This course will cover the origins, evolution and functioning of New York City's major political and governmental institutions, with an emphasis on the recurring efforts (1) to provide for greater local input into the city government's policy making processes without undoing the results of the 1898 consolidation that created the current five-borough city; and (2) to increase inter- and intra-party competition in a city that is overwhelmingly Democratic in its political preferences. Among the specific developments to be examined are the growth and decline of the borough presidents' power; the establishment and institutionalization of the community board system; the creation and later elimination of community school boards; the establishment and functioning of Mayoral control of the school system under Mayor Bloomberg; the periodic efforts by "reformers" within the Democratic Party to join with "good government" groups and the Republican Party in "fusion" campaigns against Tammany Hall and its counterparts in Brooklyn, Queens and the Bronx; and the efforts over time to make structural changes in the electoral system (such as the use of proportional representation from 1937 through 1949) that would reduce the dominance of the Democratic Party.Only one version of R PAD 322 may be taken for credit. Prerequisite(s): R POS 101.

PAD 329Z BUREAUCRATIC POLITICS C. Ferradino
Examination of political behavior within and among administrative agencies, focusing on the sources of power in the bureaucracy, and the ways in which agencies use their political resources to shape public policy. Only one version of R PAD 329 may be taken for credit. Prerequisite(s): R POS 101 and 102, or junior or senior standing.

POS 350 COMPARATIVE PUBLIC POLICY Z. Barta
Why do countries differ in their policy choices? Why do some countries provide health care and education through the public sector, while in others the provision is mostly private? Why do some countries borrow extensively while others keep their budgets in balance? Why do some countries pay unemployment benefits indefinitely, while others barely pay such benefits at all? This course answers such questions by exploring the nature of social conflicts surrounding policy-making, the differences in national policy making institutions and the influence of supra-national organizations (such as the International Monetary Fund or the European Union) on national policy making.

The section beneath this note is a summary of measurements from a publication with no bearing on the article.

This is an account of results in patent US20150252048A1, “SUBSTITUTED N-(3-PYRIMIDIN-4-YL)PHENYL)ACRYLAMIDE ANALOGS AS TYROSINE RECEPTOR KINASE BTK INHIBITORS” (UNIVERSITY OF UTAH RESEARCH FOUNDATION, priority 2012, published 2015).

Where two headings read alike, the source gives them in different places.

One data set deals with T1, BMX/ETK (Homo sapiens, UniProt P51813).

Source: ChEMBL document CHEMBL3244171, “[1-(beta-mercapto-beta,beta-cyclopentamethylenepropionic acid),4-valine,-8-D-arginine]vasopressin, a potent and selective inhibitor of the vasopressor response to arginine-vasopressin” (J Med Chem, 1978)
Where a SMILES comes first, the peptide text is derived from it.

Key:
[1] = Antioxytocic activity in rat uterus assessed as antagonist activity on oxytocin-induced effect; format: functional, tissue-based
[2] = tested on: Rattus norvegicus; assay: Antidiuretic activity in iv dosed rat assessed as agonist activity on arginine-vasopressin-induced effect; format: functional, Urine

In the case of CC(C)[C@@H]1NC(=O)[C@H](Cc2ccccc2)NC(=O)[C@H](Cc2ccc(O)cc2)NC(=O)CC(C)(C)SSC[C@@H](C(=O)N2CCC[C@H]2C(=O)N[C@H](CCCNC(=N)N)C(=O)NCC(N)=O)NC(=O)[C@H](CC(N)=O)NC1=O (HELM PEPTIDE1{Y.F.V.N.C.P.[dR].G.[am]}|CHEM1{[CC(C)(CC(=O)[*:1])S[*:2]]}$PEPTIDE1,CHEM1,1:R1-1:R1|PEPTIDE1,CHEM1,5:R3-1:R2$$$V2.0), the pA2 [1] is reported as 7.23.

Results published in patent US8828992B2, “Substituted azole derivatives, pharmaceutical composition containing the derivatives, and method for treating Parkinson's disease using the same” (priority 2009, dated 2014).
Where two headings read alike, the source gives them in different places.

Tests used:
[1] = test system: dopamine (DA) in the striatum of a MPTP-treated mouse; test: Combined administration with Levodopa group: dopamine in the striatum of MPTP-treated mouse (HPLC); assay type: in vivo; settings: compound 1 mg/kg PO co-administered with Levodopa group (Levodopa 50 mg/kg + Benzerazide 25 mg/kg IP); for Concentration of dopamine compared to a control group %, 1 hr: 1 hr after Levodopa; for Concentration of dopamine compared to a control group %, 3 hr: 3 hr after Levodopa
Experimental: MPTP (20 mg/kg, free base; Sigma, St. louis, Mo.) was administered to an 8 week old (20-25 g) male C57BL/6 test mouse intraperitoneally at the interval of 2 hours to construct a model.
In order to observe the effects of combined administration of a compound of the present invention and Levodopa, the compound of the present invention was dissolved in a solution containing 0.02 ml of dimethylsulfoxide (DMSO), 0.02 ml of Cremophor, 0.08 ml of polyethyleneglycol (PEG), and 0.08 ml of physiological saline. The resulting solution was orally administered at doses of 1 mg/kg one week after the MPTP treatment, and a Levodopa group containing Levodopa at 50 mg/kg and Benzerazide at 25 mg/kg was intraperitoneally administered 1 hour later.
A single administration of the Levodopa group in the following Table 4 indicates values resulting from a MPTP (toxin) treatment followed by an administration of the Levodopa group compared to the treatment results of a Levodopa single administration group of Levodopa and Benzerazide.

RPAD 370/RPAD 399 INTRODUCTION TO NOT-FOR-PROFIT MANAGEMENT B. Slater
Students will actively participate in the political process through working in a staff position at a recognized political agency, organization or institution to test - in a nonacademic setting - the concepts and theories examined in the classroom. Internships are open only to qualified juniors and seniors who have an overall grade point average of 2.50 or higher. Only one version of R PAD 390 may be taken for credit. Permission of instructor required. S/U graded.

POS 399 PUBLIC SPENDING & FISCAL POLICY Z. Barta
This course focuses on the politics of public finances. It explores the social conflicts surrounding taxation, public spending, and public debt; the role played by different political actors and institutions in fiscal policy choices; and the influence of non-governmental and supra-national organizations (like rating agencies or the International Monetary Fund) on national public finance. It seeks to answer questions like 'Why do different countries spend and tax so differently?' 'Why do some countries get dangerously indebted?' 'How do others keep their budgets in balance?' 'What are the pitfalls and advantages of sharing decision making across the state and federal levels?' The first half of the course relies on lectures and class discussions, while the second half involves work on team-projects analyzing the significant difficulties of different countries in the wake of the global economic and financial crisis.

PAD 436 TECHNOLOGY IN FINANCIAL MARKET D. McCaffrey
The development, operation, and regulation of technological systems shape modern financial markets. These systems are developed and overseen by market centers, clearing organizations, and other market infrastructure organizations, as well as sell-side financial firms, institutional investors and other buy-side participants, corporations, technology providers, and public and private regulators. Market controls, technological development, and regulation shape this system individually and interactively. This course examines the central features of technology in financial markets and how market and regulatory controls and social and behavioral conditions produce and interact with them. Prerequisite(s): prior coursework in study of regulation and/or finance highly recommended.

RPAD 498 APPLIED PUBLIC AFFAIRS CAPSTONE J. Maclaughlin
This capstone course includes the completion of an internship and a linked classroom experience. This internship course integrates the policy and management coursework with practical experience in political and administrative institutions. Students are required to undertake an internship in public policy or public management, typically with a state agency or a non-profit organization. In the course, students will learn practical issues of implementing policy or managing public affairs. They will use written assignments and oral presentations to discuss how their coursework relates to their internship experience. May not be taken by students with credit for R PAD/R POS 390. Prerequisite(s): R PAD 140, R PAD 316, A ECO 110, R POS 101, R PAD 302, and a cumulative grade point average of 2.0.

RPAD 499 SENIOR SEMINAR IN PUBLIC AFFAIRS J. Lee
This course builds on the analytical tools and theoretical concepts developed in the Public Policy and Management core to explore the field of policy analysis, rationales for policy intervention, and a range of policy tools. Students will learn how to locate and apply external information sources, evaluate the strengths and weaknesses of existing policy analyses, develop a plan to study a new policy issue, and effectively communicate these complex ideas in writing. May not be taken by students with credit for R POS/ R PAD 340. Prerequisite(s): R PAD 140, R PAD 316, A ECO 110, A ECO 111. Only for students graduating in May or December 2014 who have NOT taken RPAD 340.